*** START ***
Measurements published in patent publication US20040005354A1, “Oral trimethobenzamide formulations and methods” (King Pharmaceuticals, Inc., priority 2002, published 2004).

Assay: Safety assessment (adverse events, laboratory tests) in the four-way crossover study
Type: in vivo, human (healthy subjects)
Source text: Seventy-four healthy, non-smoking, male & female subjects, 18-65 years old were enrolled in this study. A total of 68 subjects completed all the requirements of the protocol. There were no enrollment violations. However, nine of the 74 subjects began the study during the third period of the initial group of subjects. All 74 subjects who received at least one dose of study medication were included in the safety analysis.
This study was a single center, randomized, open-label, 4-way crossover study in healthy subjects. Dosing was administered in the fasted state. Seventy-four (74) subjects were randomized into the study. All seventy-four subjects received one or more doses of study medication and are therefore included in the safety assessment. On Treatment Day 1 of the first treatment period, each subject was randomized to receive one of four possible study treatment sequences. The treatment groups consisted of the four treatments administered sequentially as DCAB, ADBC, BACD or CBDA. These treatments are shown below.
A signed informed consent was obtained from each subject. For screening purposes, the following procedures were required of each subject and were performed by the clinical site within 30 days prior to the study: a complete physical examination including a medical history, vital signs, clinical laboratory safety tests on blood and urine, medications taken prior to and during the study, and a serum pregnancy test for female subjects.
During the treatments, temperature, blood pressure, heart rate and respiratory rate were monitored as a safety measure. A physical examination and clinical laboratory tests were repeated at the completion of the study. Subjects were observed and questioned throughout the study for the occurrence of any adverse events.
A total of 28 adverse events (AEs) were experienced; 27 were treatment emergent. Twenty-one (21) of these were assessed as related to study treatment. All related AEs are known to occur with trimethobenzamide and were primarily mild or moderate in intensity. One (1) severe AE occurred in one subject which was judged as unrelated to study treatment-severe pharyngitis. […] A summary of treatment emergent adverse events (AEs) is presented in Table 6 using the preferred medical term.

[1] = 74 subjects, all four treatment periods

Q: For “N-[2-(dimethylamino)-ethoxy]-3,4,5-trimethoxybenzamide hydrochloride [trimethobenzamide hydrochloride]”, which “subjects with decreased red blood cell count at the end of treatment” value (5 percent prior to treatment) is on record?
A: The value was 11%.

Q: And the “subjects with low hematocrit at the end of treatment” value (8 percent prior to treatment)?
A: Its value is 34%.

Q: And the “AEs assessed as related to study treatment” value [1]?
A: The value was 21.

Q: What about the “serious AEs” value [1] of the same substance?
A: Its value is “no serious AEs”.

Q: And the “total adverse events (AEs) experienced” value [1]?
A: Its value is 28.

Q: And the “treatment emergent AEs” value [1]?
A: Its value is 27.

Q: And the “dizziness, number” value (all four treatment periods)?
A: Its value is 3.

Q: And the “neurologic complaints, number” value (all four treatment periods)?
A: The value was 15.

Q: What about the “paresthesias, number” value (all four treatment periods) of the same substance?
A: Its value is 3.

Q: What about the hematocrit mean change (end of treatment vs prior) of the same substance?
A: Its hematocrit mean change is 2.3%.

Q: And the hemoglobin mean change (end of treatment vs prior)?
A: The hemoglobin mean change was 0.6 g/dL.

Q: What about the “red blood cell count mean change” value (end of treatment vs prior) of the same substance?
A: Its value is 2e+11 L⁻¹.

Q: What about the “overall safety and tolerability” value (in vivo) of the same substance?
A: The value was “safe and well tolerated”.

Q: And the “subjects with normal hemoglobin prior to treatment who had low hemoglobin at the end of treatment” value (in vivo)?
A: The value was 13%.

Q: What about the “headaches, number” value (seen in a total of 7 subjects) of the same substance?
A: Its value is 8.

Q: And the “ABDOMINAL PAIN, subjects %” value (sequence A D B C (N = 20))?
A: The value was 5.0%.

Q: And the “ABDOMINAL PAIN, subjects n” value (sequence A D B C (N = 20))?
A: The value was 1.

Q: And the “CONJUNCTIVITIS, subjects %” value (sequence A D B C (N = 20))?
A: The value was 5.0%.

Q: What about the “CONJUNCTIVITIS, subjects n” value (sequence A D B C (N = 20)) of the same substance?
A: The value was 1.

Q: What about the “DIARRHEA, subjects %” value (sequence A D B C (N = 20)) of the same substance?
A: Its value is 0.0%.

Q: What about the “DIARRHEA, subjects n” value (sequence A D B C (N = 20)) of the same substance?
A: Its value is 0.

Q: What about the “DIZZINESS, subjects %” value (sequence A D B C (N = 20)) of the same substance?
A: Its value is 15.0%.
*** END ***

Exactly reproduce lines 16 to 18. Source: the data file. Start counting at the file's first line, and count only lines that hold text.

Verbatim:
Q: What about the “serious AEs” value [1] of the same substance?
A: Its value is “no serious AEs”.

Q: And the “total adverse events (AEs) experienced” value [1]?